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O n Secrecy Legislatio n • Urgent steps should be taken to review and, as necessary, repeal or am end, legislation restricting access to inform ation to bring it into line w ith international standards in this area, including as reflected in this Joint Declaration. • Public authorities and their staff bear sole responsibility for protecting the confidentiality of legitim ately secret inform ation under their control. O ther individuals, including journalists and civil society representatives, should never be subject to liability for publishing or further disseminating this information, regardless of w hether or not it has been leaked to them, unless they committed fraud or another crime to obtain the inform ation. Crim inal law provisions that don’t restrict liability for the dissem ination of State secrets to those w ho are officially entitled to handle those secrets should be repealed or am ended. • Certain inform ation m ay legitim ately be secret on grounds of national security or protection of other overriding interests. How ever, secrecy law s should define national security precisely and indicate clearly the criteria w hich should be used in determ ining w hether or not inform ation can be declared secret, so as to prevent abuse of the label “secret” for purposes of preventing disclosure of information w hich is in the public interest. Secrecy law s should set out clearly w hich officials are entitled to classify docum ents as secret and should also set overall lim its on the length of tim e docum ents m ay rem ain secret. Such law s should be subject to public debate. • “Whistleblow ers” are individuals releasing confidential or secret inform ation although they are under an official or other obligation to m aintain confidentiality or secrecy. “Whistleblow ers” releasing inform ation on violations of the law, on w rongdoing by public bodies, on a serious threat to health, safety or the environm ent, or on a breach of hum an rights or hum anitarian law should be protected against legal, adm inistrative or em ploym ent-related sanctions if they act in “good faith”. Am beyi Ligabo UN Special Rapporteur on Freedom of O pinion and Expression Miklos Haraszti O SCE Representative on Freedom of the M edia Eduardo Bertoni O AS Special Rapporteur on Freedom of Expression REPO RTS AND STATEMENTS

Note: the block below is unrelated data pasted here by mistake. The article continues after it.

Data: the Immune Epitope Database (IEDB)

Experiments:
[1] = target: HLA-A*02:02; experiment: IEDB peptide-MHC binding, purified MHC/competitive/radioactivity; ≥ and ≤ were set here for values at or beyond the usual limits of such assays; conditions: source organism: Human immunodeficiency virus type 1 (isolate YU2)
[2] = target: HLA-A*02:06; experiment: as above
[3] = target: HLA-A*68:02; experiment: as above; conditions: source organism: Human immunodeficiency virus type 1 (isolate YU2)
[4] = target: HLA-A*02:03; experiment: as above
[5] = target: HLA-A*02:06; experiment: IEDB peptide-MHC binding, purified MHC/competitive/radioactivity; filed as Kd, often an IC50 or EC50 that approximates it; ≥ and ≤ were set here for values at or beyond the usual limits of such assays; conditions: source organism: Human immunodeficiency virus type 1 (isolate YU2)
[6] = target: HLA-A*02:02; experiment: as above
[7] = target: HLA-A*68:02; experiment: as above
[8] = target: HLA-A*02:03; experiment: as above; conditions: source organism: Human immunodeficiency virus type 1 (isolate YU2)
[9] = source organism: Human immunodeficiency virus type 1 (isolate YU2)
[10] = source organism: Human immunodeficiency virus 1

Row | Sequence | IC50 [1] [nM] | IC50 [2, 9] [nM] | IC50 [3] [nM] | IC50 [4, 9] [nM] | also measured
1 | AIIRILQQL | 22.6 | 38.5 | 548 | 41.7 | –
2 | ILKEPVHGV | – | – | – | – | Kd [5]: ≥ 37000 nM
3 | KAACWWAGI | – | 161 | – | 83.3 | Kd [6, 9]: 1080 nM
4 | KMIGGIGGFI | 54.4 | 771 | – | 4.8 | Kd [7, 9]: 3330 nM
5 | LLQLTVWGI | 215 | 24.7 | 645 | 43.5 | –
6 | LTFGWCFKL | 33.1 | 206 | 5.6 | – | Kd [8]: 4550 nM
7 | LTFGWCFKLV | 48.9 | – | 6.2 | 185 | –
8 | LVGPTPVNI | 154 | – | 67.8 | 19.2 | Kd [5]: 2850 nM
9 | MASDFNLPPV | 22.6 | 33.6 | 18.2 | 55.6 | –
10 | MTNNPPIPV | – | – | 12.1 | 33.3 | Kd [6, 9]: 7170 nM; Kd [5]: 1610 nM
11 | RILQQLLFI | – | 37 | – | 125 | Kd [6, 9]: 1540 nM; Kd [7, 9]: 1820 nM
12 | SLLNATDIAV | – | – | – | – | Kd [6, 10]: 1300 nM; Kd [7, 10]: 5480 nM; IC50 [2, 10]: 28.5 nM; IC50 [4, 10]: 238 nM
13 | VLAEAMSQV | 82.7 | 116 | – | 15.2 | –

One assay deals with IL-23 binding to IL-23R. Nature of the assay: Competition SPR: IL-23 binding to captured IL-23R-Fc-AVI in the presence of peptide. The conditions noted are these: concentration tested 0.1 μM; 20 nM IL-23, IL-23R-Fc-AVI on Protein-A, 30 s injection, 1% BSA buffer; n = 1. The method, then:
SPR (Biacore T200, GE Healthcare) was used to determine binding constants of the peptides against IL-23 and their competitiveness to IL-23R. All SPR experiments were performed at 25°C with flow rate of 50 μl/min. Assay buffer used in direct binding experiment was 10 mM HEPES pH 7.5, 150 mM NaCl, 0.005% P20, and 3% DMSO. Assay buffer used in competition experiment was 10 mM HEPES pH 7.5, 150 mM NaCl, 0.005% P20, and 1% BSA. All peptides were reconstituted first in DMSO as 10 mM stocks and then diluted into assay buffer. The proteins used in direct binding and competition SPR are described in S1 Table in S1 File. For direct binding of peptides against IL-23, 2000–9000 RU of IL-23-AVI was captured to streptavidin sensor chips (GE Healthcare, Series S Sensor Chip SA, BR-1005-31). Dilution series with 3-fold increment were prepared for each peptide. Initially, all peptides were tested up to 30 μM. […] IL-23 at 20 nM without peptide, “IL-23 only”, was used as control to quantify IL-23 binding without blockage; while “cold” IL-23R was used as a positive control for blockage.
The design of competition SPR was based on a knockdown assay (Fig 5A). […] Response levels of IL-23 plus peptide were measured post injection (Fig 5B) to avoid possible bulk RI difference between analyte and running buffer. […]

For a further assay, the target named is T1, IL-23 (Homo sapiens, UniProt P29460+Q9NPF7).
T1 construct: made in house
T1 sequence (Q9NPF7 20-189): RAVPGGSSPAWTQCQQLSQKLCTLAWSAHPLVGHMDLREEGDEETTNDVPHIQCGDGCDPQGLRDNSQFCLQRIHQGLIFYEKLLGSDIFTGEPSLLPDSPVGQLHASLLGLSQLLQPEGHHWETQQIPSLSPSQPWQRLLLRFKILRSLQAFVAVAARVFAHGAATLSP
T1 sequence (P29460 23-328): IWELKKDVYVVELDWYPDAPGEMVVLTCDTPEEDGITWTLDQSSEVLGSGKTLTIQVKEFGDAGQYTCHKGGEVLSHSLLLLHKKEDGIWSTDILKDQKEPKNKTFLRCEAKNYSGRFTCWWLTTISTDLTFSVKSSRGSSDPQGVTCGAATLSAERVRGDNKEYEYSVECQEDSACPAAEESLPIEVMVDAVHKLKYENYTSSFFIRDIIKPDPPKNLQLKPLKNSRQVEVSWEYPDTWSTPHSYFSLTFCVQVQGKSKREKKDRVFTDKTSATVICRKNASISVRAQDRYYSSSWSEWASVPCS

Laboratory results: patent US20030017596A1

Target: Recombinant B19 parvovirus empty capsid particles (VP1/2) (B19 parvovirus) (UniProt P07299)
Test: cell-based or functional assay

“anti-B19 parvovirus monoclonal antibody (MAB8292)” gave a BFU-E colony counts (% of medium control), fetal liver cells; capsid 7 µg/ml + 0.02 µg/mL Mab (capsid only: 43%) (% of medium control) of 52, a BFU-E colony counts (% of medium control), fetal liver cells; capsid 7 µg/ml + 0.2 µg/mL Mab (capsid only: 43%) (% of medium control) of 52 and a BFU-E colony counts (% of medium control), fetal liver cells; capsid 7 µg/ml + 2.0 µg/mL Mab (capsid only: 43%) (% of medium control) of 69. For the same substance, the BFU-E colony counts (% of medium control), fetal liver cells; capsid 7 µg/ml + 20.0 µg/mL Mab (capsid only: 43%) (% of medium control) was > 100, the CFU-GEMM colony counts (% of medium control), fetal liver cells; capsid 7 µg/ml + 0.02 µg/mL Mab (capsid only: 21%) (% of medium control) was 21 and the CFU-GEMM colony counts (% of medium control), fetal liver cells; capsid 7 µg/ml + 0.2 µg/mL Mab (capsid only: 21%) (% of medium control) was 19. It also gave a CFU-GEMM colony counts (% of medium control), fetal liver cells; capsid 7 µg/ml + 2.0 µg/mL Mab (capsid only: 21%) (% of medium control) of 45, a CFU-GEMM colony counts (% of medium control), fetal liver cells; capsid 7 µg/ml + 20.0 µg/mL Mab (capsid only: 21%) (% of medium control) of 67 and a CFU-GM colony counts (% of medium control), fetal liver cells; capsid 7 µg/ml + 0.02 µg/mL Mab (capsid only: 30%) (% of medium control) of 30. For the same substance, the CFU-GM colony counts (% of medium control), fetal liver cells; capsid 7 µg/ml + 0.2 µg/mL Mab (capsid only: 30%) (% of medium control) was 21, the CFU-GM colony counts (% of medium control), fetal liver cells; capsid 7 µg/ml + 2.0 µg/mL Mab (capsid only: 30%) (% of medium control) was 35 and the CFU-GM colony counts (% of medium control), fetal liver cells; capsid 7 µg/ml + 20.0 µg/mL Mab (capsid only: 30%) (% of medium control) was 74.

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Pro jects 2004

Guaranteeing Media Freedo m o n the Internet â&#x20AC;&#x201C; Seminar w ith Experts in Vienna, 30 June 2004 The use of the Internet by journalists and as a journalistic m edium is increasing and w ill continue to do so. Consequently, the Internet is an im portant concern for the O ffice of the Representative on Freedom of the Media. The project Guaranteeing M edia Freedom on the Internet w ill help to evaluate the positions of participating States, to identify and develop strategies for the O ffice regarding the Internet and w ill inform other O SCE bodies and institutions about these strategies. An im portant challenge for the RFO M is to identify w ays in w hich to prevent hate speech and crim e w ithout restricting freedom of expression on the Internet. A num ber of conferences and docum ents have show n that there is an urgent need to counter hate speech on the Internet, but that there is a considerable degree of uncertainty about how to tackle this problem . This sem inar w ill evaluate the reasons for this uncertainty, provide detailed inform ation, draw up strategy proposals and highlight best practices to guarantee freedom of the m edia on the Internet for the future. This O ffice first addressed the Internet and m edia freedom at a w orkshop in Vienna in Novem ber 2002 and a tw o-day conference in Am sterdam in June 2003, w here the Am sterdam Recom m endations w ere issued. Results from the O SCE M eeting on the Relationship between Racist, Xenophobic and anti-Semitic Propaganda on the Internet and Hate Crimes in Paris w ill also be taken into account. Five experts w ho participated in the Am sterdam Conference w ill be invited to this sem inar to m ake a presentation about the current situation and answ er questions of delegates from the Perm anent Council, delegations and other O SCE institutions and fora. A Follow -up Strategy Conference in Am sterdam in August 2004 w ill then evaluate the inform ation acquired at this sem inar and propose strategies for the Representative on Freedom of the Media. Feedback from this conference w ill be com m unicated to the Perm anent Council and other O SCE fora to ensure a continuous exchange of inform ation. PRO JECTS 2004